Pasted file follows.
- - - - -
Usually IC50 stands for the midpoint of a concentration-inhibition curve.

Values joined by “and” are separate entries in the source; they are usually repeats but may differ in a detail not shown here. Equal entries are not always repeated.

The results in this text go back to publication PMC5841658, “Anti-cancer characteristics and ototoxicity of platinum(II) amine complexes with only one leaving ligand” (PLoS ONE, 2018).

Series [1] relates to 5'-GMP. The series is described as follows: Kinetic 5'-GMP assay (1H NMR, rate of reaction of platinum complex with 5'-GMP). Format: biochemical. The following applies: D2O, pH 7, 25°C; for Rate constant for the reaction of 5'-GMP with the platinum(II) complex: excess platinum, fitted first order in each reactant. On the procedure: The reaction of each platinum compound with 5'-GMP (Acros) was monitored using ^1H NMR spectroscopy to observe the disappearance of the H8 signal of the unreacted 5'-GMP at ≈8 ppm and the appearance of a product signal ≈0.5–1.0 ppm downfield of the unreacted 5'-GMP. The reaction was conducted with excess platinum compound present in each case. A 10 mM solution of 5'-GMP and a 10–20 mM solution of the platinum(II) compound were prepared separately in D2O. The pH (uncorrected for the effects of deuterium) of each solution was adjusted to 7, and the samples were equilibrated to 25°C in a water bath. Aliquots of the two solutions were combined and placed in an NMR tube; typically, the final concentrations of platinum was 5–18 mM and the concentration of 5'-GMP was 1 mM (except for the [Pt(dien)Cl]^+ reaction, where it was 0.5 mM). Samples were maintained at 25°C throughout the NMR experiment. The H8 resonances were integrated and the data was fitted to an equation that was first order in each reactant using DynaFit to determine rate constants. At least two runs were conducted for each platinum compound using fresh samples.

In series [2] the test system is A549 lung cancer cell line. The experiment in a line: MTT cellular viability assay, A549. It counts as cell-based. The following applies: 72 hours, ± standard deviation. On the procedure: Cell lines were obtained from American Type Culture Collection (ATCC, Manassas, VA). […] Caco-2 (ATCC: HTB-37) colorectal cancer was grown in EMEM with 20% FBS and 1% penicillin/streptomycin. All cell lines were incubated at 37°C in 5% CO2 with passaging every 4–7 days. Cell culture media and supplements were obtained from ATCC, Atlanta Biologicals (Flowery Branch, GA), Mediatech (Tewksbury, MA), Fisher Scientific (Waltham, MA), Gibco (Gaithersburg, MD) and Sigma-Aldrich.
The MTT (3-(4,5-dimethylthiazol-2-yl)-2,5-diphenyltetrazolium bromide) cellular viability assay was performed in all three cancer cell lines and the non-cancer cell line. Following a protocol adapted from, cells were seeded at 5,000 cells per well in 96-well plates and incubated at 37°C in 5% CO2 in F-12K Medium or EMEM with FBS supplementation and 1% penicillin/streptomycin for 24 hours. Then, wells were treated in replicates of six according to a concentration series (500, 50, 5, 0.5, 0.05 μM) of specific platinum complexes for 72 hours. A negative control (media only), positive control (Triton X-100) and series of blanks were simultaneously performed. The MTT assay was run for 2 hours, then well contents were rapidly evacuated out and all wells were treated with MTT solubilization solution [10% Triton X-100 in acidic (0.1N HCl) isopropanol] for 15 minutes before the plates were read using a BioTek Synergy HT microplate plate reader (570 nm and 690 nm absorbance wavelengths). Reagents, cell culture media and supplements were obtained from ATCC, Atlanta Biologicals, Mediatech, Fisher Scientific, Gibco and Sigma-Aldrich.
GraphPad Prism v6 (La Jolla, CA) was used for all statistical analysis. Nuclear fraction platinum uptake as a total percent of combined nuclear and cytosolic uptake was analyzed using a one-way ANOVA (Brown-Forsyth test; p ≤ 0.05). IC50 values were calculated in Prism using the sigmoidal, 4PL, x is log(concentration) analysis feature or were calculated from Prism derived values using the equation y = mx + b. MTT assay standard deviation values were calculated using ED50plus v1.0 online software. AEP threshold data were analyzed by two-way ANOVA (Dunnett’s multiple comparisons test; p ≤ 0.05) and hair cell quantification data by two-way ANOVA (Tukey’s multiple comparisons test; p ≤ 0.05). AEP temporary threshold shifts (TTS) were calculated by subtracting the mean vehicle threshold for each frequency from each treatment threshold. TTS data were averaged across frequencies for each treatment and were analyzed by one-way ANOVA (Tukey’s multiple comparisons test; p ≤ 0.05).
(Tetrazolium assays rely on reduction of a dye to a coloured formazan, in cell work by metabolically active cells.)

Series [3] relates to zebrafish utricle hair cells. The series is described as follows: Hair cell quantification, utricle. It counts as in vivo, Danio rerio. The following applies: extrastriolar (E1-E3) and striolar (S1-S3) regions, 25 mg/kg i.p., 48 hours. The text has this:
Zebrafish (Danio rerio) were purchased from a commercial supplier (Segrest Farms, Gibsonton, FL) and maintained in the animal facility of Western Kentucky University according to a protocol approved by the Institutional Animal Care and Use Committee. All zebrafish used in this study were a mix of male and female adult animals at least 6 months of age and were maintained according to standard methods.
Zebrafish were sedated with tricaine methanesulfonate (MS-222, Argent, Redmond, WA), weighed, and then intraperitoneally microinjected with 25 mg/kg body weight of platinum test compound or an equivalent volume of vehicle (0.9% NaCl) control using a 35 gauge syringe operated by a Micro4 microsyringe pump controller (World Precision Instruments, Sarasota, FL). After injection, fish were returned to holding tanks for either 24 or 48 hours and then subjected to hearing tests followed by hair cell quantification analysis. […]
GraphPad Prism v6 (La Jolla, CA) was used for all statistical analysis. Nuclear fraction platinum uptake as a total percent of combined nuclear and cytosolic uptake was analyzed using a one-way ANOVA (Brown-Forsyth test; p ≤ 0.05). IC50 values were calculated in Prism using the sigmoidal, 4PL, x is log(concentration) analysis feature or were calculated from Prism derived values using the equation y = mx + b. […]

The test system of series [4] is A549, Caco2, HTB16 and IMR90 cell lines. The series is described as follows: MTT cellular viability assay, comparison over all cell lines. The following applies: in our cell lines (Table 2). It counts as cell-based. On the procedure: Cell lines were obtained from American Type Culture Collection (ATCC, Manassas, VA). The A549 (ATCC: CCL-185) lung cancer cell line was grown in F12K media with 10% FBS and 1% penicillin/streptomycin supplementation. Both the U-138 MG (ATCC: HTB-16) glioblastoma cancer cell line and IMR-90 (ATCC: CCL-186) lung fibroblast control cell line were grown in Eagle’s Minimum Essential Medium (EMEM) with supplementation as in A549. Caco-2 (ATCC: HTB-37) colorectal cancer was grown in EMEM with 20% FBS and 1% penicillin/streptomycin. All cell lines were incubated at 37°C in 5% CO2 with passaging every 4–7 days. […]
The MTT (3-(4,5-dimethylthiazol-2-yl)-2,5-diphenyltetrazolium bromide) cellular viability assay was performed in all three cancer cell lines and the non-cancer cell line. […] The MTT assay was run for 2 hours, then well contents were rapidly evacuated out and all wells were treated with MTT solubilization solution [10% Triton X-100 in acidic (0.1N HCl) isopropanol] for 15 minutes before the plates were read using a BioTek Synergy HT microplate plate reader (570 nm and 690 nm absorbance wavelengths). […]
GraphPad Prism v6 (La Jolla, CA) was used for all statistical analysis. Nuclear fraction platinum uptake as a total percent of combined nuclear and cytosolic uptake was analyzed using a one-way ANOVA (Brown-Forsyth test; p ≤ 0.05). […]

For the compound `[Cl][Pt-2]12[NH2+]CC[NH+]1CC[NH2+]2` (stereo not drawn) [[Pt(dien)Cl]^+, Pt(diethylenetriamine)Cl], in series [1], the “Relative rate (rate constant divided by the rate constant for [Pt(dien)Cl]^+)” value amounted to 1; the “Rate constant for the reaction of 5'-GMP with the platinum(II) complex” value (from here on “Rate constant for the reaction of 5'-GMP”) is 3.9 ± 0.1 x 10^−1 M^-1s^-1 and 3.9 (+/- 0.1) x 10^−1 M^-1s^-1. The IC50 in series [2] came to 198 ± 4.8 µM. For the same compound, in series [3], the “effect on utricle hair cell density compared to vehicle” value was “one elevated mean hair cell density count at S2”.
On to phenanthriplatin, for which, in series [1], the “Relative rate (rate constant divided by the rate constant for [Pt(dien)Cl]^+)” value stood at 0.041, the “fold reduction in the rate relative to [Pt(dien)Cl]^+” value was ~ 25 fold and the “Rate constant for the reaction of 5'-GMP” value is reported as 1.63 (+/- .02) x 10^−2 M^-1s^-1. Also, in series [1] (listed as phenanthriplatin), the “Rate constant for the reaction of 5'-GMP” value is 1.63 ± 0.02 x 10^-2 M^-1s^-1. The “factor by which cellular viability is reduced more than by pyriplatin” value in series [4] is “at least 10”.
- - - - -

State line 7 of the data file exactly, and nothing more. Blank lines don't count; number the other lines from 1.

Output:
GraphPad Prism v6 (La Jolla, CA) was used for all statistical analysis. Nuclear fraction platinum uptake as a total percent of combined nuclear and cytosolic uptake was analyzed using a one-way ANOVA (Brown-Forsyth test; p ≤ 0.05). IC50 values were calculated in Prism using the sigmoidal, 4PL, x is log(concentration) analysis feature or were calculated from Prism derived values using the equation y = mx + b. MTT assay standard deviation values were calculated using ED50plus v1.0 online software. AEP threshold data were analyzed by two-way ANOVA (Dunnett’s multiple comparisons test; p ≤ 0.05) and hair cell quantification data by two-way ANOVA (Tukey’s multiple comparisons test; p ≤ 0.05). AEP temporary threshold shifts (TTS) were calculated by subtracting the mean vehicle threshold for each frequency from each treatment threshold. TTS data were averaged across frequencies for each treatment and were analyzed by one-way ANOVA (Tukey’s multiple comparisons test; p ≤ 0.05).